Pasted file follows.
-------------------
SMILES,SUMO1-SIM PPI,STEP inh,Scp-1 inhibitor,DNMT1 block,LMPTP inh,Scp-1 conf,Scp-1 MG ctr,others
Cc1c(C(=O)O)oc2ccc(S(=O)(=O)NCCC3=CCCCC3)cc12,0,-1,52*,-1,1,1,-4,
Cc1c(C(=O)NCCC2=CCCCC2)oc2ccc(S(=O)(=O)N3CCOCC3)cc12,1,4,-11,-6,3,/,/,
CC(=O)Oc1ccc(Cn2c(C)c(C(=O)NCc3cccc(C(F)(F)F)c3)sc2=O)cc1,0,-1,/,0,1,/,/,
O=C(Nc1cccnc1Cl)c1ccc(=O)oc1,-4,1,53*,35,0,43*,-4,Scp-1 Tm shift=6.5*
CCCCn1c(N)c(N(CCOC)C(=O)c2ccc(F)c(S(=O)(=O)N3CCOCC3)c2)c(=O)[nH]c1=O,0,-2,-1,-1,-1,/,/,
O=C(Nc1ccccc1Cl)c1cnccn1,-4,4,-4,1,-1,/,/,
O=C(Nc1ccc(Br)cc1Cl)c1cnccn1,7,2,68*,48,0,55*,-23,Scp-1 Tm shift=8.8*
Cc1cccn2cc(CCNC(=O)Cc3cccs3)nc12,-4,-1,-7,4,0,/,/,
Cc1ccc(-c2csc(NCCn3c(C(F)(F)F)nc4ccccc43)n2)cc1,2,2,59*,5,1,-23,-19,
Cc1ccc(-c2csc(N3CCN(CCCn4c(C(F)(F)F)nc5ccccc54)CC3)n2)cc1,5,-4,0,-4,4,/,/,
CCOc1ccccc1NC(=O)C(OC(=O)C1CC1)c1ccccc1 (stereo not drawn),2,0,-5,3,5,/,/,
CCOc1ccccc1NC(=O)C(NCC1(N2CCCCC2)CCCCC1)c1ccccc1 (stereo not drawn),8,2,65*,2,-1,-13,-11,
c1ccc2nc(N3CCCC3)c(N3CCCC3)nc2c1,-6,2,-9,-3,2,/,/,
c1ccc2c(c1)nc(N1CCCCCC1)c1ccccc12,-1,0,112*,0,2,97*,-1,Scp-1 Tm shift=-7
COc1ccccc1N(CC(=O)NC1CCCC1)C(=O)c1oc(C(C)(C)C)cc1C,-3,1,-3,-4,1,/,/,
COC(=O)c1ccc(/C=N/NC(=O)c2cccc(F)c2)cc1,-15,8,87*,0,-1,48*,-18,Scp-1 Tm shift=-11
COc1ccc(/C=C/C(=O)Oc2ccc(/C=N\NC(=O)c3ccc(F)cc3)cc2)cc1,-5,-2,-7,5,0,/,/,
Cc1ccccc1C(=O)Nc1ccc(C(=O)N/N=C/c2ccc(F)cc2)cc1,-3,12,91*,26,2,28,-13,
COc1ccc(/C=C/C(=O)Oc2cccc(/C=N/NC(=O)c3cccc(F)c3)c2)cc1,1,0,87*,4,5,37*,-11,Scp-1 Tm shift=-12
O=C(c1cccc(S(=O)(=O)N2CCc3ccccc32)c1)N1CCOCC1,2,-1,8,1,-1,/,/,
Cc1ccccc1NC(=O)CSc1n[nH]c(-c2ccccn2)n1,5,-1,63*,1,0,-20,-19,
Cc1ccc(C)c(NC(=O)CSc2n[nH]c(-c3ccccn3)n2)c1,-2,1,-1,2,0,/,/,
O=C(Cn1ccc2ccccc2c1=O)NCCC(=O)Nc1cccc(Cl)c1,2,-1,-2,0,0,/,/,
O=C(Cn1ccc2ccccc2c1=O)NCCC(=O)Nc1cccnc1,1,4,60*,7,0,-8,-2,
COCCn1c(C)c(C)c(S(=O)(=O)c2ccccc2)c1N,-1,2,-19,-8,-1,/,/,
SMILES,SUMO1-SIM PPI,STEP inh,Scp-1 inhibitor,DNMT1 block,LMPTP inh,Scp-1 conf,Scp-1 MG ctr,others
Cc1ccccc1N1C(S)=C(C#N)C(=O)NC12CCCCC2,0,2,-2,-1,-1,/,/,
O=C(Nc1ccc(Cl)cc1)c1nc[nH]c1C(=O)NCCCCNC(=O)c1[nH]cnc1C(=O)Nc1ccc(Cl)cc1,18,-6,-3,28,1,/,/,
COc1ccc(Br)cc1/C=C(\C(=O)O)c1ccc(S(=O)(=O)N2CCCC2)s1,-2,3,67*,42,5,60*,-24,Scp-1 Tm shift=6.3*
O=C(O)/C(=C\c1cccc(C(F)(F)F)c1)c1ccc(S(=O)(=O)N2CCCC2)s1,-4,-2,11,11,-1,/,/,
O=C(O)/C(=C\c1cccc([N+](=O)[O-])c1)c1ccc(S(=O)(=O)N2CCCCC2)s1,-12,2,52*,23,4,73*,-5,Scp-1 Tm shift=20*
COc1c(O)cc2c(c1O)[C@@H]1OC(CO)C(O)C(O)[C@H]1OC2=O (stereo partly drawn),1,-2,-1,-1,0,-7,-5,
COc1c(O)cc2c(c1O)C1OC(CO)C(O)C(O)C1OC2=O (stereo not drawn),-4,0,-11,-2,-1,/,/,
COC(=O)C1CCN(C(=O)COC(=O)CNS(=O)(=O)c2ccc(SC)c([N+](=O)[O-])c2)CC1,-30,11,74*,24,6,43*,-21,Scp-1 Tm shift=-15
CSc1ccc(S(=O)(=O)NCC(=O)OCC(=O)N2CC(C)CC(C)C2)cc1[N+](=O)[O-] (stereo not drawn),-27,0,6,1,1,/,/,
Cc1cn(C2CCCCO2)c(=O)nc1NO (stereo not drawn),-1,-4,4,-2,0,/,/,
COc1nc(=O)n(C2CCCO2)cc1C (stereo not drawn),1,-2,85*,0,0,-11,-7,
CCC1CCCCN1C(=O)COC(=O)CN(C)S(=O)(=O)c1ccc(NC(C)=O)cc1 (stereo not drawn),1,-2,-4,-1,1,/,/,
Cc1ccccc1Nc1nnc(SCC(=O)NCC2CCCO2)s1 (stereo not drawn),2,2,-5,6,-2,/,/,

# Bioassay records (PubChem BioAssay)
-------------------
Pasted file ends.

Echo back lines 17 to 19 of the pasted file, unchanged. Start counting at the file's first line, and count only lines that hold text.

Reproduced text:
COC(=O)c1ccc(/C=N/NC(=O)c2cccc(F)c2)cc1,-15,8,87*,0,-1,48*,-18,Scp-1 Tm shift=-11
COc1ccc(/C=C/C(=O)Oc2ccc(/C=N\NC(=O)c3ccc(F)cc3)cc2)cc1,-5,-2,-7,5,0,/,/,
Cc1ccccc1C(=O)Nc1ccc(C(=O)N/N=C/c2ccc(F)cc2)cc1,-3,12,91*,26,2,28,-13,